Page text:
Saturday, December 26, 2020

Boss Level (2021) Movie Review © Dan's Movie Report – Danny Templegod

Above image: Poster for Boss Level (C) 2020 Hulu, all rights reserved image not monetized.

Greetings valued Dan's Movie Report and readers. I must say, Hulu is really rising in popularity, especially with many more people being home. Unlike Netflix and Disney, Hulu does not yet have a huge library of films and shows to entice new viewers. Of course Hulu does offer one huge advantage, live TV. Things are going to change in 2021 as Hulu aims to be a bigger player on the streaming stage, starting with a huge buy of 'Boss Level', giving the service exclusive North American rights to the film. I am sure that 2021 will see a heightened competition between the streaming services for eyeballs. Once the pandemic subsides, I am sure that many viewers will perhaps limit their streaming services to one or two, perhaps dropping the ones they watch the least. Please adjust your browsers to desktop mode.

'Boss Level' skirts the line between action and science fiction, while keeping audiences entertained. Frank Grillo plays Roy Pulver a man one the edge of madness and forced to relive the events of a particular day over and over. In a modern day 'Groundhog Day' Roy must navigate the day to try and decipher why this is happening to me. His wife Alice, played by Annabelle Wallis is some sort of scientist, who is working on some top secret technology. The science is never fully explained, the the plot is a bit thin, that said, what the film lacks in plot and story it makes up in action and thrills.

Roy has to survive the day, and this fact alone makes the journey of 'Boss Level' entertaining. From the moment he gets up, throngs of thugs are after him. He must dodge bullets, cars, swords, and big guys with big weapons. The day starts with him waking up to a thug in his bed wielding a machete trying to kill him, then flies off the handle with him having to leap out of his apartment and land inside a refuse truck to break his fall. Needless to say, he dies, a lot, over and over. With each reset he tries to learn from his mistakes, thus a slightly different outcome. Grillo narrates the entire movie, which normally I would hate, but in this film the humor works and keeps the ride rolling along.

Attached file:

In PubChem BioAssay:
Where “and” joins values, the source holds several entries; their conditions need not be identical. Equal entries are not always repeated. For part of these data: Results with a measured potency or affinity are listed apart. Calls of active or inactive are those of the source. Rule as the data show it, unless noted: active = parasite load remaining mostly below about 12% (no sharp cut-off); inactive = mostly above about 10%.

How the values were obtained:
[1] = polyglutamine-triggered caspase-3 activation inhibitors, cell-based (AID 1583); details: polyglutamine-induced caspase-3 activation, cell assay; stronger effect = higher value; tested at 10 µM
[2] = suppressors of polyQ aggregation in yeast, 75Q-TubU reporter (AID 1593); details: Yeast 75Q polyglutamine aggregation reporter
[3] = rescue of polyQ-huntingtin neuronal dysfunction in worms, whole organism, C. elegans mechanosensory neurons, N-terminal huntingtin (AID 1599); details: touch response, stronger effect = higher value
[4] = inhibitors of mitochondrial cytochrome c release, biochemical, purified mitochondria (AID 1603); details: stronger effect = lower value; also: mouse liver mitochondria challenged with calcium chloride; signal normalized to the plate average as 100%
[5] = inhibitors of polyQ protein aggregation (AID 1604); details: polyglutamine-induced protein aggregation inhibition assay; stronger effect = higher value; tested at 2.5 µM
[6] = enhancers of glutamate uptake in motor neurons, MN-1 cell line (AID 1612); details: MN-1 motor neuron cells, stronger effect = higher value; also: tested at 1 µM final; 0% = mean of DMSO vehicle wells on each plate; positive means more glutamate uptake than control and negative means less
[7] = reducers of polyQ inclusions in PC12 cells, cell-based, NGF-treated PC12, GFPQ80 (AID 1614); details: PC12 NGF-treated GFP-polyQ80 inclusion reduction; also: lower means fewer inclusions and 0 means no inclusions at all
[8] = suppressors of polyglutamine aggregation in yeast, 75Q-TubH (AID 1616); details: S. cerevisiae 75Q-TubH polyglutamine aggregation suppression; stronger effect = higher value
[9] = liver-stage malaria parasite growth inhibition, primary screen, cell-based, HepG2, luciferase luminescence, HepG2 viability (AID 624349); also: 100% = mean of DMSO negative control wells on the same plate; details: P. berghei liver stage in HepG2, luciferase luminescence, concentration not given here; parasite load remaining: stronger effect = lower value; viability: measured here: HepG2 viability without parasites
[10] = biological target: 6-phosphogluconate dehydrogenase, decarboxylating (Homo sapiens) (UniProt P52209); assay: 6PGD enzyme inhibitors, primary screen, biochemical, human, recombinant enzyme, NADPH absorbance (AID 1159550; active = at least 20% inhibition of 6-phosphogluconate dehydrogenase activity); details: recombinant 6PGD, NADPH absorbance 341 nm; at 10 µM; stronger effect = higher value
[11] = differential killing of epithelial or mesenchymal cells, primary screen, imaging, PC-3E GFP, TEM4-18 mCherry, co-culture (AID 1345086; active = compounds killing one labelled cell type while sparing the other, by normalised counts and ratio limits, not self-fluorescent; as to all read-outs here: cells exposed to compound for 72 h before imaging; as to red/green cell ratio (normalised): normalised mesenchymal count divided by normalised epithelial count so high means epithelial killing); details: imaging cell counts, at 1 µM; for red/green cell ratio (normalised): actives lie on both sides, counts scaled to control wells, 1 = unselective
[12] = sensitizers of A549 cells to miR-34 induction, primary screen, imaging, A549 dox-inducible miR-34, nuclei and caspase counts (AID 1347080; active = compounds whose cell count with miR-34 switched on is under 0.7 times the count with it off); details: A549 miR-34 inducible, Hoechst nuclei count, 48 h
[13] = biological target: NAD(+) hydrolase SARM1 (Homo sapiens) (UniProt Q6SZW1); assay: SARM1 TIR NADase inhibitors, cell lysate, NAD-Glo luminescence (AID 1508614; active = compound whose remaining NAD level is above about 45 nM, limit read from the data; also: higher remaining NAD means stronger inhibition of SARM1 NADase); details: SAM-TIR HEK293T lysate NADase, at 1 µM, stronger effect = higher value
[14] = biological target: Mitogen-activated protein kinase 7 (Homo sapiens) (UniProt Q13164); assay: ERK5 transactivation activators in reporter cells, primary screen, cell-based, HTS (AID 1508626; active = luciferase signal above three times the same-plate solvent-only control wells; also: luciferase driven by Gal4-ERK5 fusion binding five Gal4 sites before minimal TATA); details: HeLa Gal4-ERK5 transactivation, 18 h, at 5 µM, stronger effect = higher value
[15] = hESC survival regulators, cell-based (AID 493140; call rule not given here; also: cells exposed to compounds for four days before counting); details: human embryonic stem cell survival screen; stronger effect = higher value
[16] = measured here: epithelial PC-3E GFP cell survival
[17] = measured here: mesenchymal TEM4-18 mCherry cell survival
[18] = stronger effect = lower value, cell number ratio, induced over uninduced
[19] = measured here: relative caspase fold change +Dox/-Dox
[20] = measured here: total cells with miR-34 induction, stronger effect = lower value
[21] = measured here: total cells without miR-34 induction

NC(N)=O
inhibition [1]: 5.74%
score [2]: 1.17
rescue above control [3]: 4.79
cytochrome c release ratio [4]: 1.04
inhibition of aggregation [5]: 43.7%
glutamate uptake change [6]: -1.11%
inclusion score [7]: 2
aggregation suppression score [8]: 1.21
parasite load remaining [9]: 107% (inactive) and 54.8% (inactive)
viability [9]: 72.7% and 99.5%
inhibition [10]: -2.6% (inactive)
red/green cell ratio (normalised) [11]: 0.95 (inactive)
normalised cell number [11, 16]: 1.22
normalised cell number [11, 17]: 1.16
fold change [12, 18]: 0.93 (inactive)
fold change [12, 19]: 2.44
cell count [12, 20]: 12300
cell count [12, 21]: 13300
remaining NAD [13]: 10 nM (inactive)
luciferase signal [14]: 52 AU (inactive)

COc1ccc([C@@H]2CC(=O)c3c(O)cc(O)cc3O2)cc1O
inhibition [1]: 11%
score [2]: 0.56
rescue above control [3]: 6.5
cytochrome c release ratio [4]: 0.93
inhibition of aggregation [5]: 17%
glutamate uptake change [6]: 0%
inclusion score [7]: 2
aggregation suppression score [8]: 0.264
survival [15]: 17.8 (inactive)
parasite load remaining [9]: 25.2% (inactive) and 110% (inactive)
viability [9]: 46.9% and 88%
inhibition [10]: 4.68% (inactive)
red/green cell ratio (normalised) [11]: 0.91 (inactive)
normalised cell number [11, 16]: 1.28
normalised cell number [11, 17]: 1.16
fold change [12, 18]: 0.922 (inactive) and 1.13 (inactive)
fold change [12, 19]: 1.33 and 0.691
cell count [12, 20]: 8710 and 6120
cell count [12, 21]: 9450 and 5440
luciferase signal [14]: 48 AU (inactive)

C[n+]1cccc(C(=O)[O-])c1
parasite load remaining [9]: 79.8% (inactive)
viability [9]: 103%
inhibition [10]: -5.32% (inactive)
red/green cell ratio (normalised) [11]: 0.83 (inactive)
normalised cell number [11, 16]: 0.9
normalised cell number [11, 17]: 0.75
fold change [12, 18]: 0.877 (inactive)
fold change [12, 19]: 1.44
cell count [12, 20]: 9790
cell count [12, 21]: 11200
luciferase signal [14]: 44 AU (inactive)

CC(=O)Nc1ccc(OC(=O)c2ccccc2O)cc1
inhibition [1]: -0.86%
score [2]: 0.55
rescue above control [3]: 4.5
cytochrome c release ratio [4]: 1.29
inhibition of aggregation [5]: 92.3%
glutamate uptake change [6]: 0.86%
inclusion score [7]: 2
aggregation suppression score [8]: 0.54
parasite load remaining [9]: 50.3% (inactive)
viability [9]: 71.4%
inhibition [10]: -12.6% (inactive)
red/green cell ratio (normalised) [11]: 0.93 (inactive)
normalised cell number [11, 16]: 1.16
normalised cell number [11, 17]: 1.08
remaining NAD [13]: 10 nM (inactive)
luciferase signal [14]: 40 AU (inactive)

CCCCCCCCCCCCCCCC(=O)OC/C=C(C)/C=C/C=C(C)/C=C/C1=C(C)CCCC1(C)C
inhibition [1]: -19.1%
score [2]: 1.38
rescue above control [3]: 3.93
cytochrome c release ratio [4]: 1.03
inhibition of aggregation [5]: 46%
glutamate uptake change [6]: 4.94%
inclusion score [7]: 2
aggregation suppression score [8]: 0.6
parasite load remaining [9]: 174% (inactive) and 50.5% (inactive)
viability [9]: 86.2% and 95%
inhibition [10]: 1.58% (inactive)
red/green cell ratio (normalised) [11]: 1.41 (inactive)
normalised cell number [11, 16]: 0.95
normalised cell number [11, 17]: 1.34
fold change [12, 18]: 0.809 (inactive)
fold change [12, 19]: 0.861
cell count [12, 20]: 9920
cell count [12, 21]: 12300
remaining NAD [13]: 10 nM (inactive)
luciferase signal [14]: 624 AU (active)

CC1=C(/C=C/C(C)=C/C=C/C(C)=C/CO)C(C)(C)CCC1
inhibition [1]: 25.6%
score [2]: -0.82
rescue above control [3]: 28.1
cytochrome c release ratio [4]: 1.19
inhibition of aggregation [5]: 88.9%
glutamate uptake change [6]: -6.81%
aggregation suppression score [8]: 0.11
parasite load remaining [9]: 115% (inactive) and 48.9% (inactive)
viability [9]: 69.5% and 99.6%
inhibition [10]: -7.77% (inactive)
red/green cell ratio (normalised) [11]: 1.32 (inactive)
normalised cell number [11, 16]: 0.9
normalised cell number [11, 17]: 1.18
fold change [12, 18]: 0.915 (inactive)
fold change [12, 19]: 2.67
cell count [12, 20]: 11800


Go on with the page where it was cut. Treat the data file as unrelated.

Above image: Guan-Yin (Selina Lo) gets rough with Frank Grillo (C) 2020 Hulu, all rights reserved image not monetized.

My favorite encounter Roy has is with a sultry Asian assassin named Guan-Yin played by Selina Lo, who is like a guard for Mel Gibson's lead bad guy Clive Ventor. Roy has a gun and Guan-Yin has a sword, sometimes two, but even with a gun, Guan-Yin is faster and always manages to slice up Roy proclaiming: “I am Guan-Yin and Guan-Yin has done this.” Each time is more brutal than the last, and she always has a quirky line thrown in for good measure. Even though the film repeats sequences, each time the outcome is slightly altered, either by the way he dies or ends up surviving.

Director Joe Carnahan keeps things flowing along, playing up how 'Boss Level' would make a good video game by setting it up like a video game, including transitions and characters. The action and virtual movement from scene to scene without much story filler makes 'Boss Level' a fast paced film. With many scenes repeating multiple times it feel like the movie is shorter, yet still is 100 minutes.

Above Image: Mel Gibson as Clive Ventor (C) 2020 Hulu, all rights reserved, image not monetized.

Mel Gibson's sinister bad guy Ventor has a few wordy diatribes, yet has limited screen time, and his character is a bit under developed. In addition to the smaller amount of time spent in the movie, there is no back story on Ventor, his underlying motivation, and why he is the way he is. Even with minimal time to shine, Gibson does deliver the pensive older boss, never yelling and screaming, more seething underneath.

There is some sort of technology, which is also very vague, yet with all of the action, it really does not matter. Some sort of time shifting technology is shown, yet for the life of me, I just can't decipher what sort of technology it is, definitely not a time machine. Actually I thought about how 'Boss Level' would play out if it was a regular linear movie with no time shifting, obviously plot development would have the be put in, as more time for the side characters.

Behind the scenes, 'Boss Level' is given the “Hollywood” treatment. There are big action sequences, car chases, fights, exaggerated villains and heroes, bombastic music and huge stunts. Generally, films fall into three budgetary categories, the blockbuster 75 million dollar plus, low budget under 10 mil and mid-range 10-75 million, “Boss Level' probably was in the middle of the mid range category, yet has a more independent feel, though I would say it is not a 'B' movie. Actually by having the film on Hulu, 'Boss Level' will have a more prominent push on on the platform than it would have had as a theater movie.

'Boss Level' is a fun film to watch, yet even though it would have been a mid level theater movie, I feel that a streaming service is a better fit, as the audience for the film is more of a niche market. Hulu stepped up to the plate, thus 'Boss Level' will have a wider audience than if it got a limited theatrical release and faded to obscurity. Overall, even though I am a bit critical. I liked 'Boss Level' the film had some clever action bits and sardonic dialogue, rating a 7 out of 10.


Below: Trailer for Boss Level

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